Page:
Have you ever been to the grocery store and your jaw dropped at the skyrocketing food prices? That was me a few months ago as a broke college student wanting to buy a snack at my local campus convenience store to hold me over for the night.
I was too lazy to walk half a mile to campus dining and wanted something quick to suppress my hunger. As I looked around at the limited options within the 10-by-5-foot space, I grabbed three items that would satisfy both my savory and sweet cravings. Cheez-its, waffle cone bites, and sour punches. I went to the register to let the lady ring up my items and she said dryly, “$14.03.” My eyes bulged out in surprise. I could get those very items for $4.03 at Family Dollar! But I hesitantly gave the lady my card to complete the purchase.
As I made it back to my room, my disbelief over the price I had just paid began to be replaced by an insight. I didn’t think that $14.03 was a fair price for a box of original Cheez-its (not even family-sized!), waffle cone bites (that get their name from how few bites it takes to finish the bag), and the shrunk-down version of sour punches with roughly eight straws in the package. I could’ve huffed in frustration, complained about why the price was so high, and walked out of the store in dissatisfaction about our economy. But I still paid for it. Why? Because that’s the price I had to pay in order to get them.
“But I still paid for it. Why? Because that’s the price I had to pay in order to get them.”
It’s easy for us to talk a lot about the price Jesus paid on the cross without deeply reflecting and meditating on what that truly meant. What that took out of him. What he had to sacrifice. Here is what Isaiah 53:3-9 says, and, if you have a minute, please try to read this slowly:
“He was despised and rejected by mankind, a man of suffering, and familiar with pain. Like one from whom people hide their faces he was despised, and we held him in low esteem. Surely he took up our pain and bore our suffering, yet we considered him punished by God, stricken by him, and afflicted. But he was pierced for our transgressions, he was crushed for our iniquities; the punishment that brought us peace was on him, and by his wounds we are healed. We all, like sheep, have gone astray, each of us has turned to our own way; and the Lord has laid on him the iniquity of us all. He was oppressed and afflicted, yet he did not open his mouth; he was led like a lamb to the slaughter and as a sheep before its shearers is silent, so he did not open his mouth. By oppression and judgment he was taken away. Yet who of his generation protested? For he was cut off from the land of the living; for the transgression of my people he was punished. He was assigned a grave with the wicked, and with the rich in his death, though he had done no violence, nor was any deceit in his mouth.” (Is. 53:3-9, NIV)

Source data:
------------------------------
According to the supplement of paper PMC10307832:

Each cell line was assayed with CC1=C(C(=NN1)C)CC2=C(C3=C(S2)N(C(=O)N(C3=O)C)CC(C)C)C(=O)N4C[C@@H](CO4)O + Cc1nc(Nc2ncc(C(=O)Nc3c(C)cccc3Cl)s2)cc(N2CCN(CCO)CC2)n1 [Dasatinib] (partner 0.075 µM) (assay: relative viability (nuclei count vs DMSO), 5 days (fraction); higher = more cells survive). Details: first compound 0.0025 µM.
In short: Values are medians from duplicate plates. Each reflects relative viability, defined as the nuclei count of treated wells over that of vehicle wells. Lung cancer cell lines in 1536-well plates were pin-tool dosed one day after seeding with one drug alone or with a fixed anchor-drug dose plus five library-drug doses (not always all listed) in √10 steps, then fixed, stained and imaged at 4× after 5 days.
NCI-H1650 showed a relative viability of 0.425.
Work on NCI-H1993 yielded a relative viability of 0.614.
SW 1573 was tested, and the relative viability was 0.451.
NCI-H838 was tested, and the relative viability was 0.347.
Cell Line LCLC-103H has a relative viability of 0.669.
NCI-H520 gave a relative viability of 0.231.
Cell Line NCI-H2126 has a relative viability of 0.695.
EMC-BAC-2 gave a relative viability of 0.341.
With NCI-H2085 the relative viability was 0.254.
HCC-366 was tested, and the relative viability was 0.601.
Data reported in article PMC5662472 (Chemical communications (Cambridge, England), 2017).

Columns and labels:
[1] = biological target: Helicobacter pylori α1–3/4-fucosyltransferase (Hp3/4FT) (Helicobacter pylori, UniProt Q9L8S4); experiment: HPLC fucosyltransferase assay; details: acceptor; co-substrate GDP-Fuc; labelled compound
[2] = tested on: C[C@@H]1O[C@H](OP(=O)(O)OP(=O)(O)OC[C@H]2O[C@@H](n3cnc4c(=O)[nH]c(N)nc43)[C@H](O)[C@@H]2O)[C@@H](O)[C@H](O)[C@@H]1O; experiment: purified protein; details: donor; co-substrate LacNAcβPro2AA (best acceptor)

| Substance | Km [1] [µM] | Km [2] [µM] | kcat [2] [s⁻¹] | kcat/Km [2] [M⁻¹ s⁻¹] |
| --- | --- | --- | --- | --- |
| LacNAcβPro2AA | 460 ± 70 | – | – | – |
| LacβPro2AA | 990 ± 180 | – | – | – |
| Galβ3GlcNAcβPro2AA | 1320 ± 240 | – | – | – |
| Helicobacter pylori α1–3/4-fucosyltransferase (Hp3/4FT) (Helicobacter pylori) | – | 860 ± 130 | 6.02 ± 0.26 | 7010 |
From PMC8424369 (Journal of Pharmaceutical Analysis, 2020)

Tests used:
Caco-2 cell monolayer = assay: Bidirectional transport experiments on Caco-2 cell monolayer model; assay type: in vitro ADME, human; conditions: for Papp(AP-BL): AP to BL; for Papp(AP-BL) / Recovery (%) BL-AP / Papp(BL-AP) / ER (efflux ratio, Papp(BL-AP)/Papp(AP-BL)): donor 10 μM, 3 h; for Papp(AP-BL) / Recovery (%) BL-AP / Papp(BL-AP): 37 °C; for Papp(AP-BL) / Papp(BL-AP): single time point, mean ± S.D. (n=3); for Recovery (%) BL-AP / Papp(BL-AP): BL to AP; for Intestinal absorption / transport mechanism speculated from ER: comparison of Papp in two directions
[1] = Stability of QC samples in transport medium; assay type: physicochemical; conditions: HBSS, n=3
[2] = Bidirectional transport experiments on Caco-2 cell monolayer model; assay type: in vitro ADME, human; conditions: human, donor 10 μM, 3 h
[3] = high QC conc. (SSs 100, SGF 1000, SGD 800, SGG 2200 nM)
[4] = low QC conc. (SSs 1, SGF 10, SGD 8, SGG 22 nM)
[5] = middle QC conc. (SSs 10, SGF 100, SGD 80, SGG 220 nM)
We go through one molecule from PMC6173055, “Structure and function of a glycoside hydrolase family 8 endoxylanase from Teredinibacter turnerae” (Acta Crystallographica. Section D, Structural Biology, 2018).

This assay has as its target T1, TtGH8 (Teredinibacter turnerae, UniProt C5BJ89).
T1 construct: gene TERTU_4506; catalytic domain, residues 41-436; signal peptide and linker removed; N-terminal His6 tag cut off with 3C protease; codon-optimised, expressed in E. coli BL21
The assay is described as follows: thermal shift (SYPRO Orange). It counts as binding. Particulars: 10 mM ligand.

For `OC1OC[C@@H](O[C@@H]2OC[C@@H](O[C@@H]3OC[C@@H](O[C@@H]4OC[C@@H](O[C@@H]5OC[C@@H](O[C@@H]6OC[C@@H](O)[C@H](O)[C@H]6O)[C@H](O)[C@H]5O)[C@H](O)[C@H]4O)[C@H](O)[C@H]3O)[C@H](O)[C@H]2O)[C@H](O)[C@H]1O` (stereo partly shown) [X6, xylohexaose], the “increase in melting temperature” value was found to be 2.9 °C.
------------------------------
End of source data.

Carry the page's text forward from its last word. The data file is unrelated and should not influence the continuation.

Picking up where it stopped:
“He was pierced for our transgressions, he was crushed for our iniquities.”
At my church when we disciple people, we are encouraged to read Isaiah 53 in its entirety twice. The first time to get the gist of the passage. The second time to make a personal connection with the passage by replacing words like “our,” “mankind,” and “we” with the person’s name and he/she to help them make the connection that we are just like the people in Jesus’ time.
It wasn’t fair for Jesus to die for their sins. For him to die for people who mocked him, despised him, and kept turning to their old, sinful ways like sheep. About two thousand years later, we are not much different from those people yelling “Crucify him, crucify him, crucify him!” We can mock Jesus through the music we hear nowadays of artists glorifying evil and downplaying the seriousness of hell. We can even hate him through our words and actions toward other people (See Matthew 25:31-46). We can constantly turn back to our old ways like a dog to its vomit thinking we know better than Jesus the Son of God.
I still paid $14.03 for those snacks at the store. Why? Because that’s the price it took for me to get them. And he still paid the price—the indescribably more unfair price—of his very life. Why? For us. We didn’t ask him to, but he knew that’s exactly what we needed in order to be in right relationship with the Father once more. He didn’t see the price for saving us and think, “Oh, that is too steep. Not going to happen.” He knew the full price, saw how dreadful it would be, and yet told his Father, “Your will be done” (Matt. 26:42).
“We didn’t ask him to, but he knew that’s exactly what we needed in order to be in right relationship with the Father once more.”
He paid the price it took to give us the free gift of grace and “eternal life in Christ Jesus our Lord” (Rom. 6:23b, NIV). He didn’t even pay it with the guarantee that you would accept it. He paid the price and he extends you the invitation. Just because it’s free doesn’t mean it was cheap. Somehow, he sees us as worth saving, dying for, and even keeping around. It wasn’t a fair price, but the result was worth it to him.